The old adage goes, “Soldiers do not care how much you know until they know how much you care.” I believe there is much wisdom in this saying. This is the quote that inspired me to invert the command structure or the “power pyramid” as referred to by John Maxwell in “Developing the Leader Within You 2.0.” A well-read leader will enter command understanding the assigned mission and equipment of the organization. Most will unlikely understand the human dynamics of the organization.
Immediately after assuming command, my foremost goal was to find out who my subordinates were, why they decided to serve, what they expected from their unit, and how I could help them achieve their aspirations. At my reception, I insisted on serving our chocolate ‘Team Cobra’ cake to each Soldier in the unit. In that moment, I spoke to each Soldier and started to establish rapport. Sure, I did not remember all of the conversation or all of them, but I was able to get a feel for the inherent humanity within my organization. Moreover, this moment was the genesis of trust and communication with my subordinates.
Critics would suggest that this idea sounds ‘mushy.’ Well, they are right. As a matter of fact, leadership can be as mushy as it is hard-edged – when charged to lead, I will tell you that there is a place for it all. Effective leaders know that in order to achieve organizational feat of any measure, they must first learn their people. This notion is rooted in the philosophy of transformational leadership. The core of an effective leader is his or her ability to authentically care. The results will undoubtedly engender a synergy within the organization to achieve results.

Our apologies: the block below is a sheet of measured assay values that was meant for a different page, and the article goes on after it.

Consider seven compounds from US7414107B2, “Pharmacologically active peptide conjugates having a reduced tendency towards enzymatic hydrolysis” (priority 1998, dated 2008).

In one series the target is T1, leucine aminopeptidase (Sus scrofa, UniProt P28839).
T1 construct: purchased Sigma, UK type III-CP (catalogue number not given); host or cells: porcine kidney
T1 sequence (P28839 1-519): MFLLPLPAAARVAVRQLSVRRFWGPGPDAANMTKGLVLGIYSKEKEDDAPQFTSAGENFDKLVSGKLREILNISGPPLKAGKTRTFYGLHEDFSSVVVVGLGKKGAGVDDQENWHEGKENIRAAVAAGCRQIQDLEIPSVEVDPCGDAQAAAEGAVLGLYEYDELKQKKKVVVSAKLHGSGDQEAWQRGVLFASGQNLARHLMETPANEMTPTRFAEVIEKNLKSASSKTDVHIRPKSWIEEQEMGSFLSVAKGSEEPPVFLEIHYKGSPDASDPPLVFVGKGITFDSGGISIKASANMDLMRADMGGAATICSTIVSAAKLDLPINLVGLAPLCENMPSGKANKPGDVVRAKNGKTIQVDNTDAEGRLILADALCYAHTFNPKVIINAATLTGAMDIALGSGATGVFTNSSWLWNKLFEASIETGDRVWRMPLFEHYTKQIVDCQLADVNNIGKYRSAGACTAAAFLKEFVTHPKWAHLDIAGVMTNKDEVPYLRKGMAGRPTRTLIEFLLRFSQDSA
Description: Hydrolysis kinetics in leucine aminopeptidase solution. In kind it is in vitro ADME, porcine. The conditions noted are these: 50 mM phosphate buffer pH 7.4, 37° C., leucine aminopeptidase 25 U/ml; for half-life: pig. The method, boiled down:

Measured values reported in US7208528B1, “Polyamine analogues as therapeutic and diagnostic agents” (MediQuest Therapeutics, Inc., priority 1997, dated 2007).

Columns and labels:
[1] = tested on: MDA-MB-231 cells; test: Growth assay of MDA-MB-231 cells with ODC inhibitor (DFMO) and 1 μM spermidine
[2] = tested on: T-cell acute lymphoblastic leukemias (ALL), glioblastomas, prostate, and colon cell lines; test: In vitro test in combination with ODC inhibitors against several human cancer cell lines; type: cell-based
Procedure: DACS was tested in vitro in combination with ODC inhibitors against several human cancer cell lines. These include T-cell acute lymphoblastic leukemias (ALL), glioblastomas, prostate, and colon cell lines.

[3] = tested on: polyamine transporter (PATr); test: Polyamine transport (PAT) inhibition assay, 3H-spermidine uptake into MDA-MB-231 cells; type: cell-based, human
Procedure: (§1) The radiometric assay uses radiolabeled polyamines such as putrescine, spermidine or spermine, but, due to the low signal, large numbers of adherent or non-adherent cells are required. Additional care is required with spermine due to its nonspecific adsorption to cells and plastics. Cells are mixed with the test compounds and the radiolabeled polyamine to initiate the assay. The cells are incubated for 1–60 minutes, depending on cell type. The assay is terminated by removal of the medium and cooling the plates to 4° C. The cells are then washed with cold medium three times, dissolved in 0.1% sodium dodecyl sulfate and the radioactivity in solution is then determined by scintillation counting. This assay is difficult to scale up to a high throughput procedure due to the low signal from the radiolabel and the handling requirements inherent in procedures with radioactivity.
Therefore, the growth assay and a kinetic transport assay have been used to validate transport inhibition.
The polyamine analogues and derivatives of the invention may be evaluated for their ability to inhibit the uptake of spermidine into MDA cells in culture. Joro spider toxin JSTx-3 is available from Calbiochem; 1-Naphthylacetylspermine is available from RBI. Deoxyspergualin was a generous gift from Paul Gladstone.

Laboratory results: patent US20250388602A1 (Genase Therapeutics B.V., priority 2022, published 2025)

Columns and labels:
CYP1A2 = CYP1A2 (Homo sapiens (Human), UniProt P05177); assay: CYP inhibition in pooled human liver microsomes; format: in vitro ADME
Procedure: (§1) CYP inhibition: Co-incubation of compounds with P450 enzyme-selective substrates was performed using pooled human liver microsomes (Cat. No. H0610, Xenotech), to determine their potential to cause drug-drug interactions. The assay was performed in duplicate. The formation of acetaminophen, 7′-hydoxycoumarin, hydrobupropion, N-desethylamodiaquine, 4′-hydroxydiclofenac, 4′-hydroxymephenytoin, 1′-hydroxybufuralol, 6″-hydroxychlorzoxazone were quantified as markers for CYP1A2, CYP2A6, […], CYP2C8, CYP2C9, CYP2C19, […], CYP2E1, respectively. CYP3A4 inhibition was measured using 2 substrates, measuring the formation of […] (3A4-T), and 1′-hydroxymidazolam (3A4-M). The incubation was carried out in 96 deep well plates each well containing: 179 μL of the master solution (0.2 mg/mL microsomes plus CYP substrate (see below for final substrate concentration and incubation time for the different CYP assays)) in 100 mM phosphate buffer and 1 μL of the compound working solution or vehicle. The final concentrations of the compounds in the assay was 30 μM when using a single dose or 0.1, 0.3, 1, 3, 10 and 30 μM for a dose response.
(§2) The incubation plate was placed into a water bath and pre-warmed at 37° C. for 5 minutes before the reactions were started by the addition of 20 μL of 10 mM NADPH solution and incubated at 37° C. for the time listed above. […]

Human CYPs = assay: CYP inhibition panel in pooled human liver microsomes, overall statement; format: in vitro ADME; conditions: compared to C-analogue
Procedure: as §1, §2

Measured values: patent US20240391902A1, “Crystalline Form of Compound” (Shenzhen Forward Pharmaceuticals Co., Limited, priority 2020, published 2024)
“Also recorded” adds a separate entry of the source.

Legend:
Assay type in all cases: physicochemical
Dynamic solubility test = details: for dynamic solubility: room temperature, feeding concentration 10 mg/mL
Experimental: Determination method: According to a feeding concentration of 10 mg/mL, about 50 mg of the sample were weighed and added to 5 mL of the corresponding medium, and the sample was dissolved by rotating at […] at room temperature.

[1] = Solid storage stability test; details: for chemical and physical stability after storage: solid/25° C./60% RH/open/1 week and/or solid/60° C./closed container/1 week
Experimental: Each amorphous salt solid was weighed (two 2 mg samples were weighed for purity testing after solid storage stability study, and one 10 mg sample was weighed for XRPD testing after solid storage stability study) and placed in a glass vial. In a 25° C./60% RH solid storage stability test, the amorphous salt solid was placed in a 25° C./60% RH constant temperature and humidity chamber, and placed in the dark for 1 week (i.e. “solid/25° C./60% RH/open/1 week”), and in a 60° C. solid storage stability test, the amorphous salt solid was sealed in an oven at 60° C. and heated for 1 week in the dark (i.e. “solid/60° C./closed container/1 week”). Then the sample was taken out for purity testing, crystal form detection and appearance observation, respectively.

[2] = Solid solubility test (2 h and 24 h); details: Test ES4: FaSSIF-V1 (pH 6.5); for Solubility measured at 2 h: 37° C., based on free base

Qualities like trust, realistic training, integration of personnel, shared hardships, underwriting honest mistakes, and fair and impartial leadership coalesce to create solidarity in a team. However, these qualities of team building are only second to knowing your people.
On Balance of Career and Home
The balance between command, personal relationships, and spirituality is unequivocally a challenge that only increases with responsibility. The balancing act is continuous and requires practice each day. Given I commanded as a geographical bachelor, distance was a greater challenge. I saw it necessary to take inventory of my core values before entering command, because I recognized that command would inevitably stress my personal relationships. For me, those values included my faith, my family, and specific career goals.
I used tools to synchronize my wife’s calendar with my outlook so I wouldn’t miss important moments. There were even instances where I attended my son’s soccer games and my daughter’s gymnastics class via Facetime. I did things like calling my son’s soccer coach and thanking him for coaching my son. I routinely spent time with my wife each week via Facetime. Since I was 13-hours ahead, I was able to do these things at night. Nevertheless, I made it my business to balance and re-balance my time and energy towards those things that matter most. Command will sometimes feel like a vortex of chaos, but taking stock of values upfront and practicing the balancing act will maintain your personal centeredness.
On Professional Relationships
Our Army is one of the richest organizations on the entire planet. We are very fortunate to be outfitted with the best equipment and technology the world has to offer. In an institution where the finest equipment and technology only seems to get better with time what could be of more value? Relationships. In an Army where automation seems to be the way of the future—from autonomous drones to autonomous logistical operations to autonomous tanks—person to person relationships will not be automated in the foreseeable future.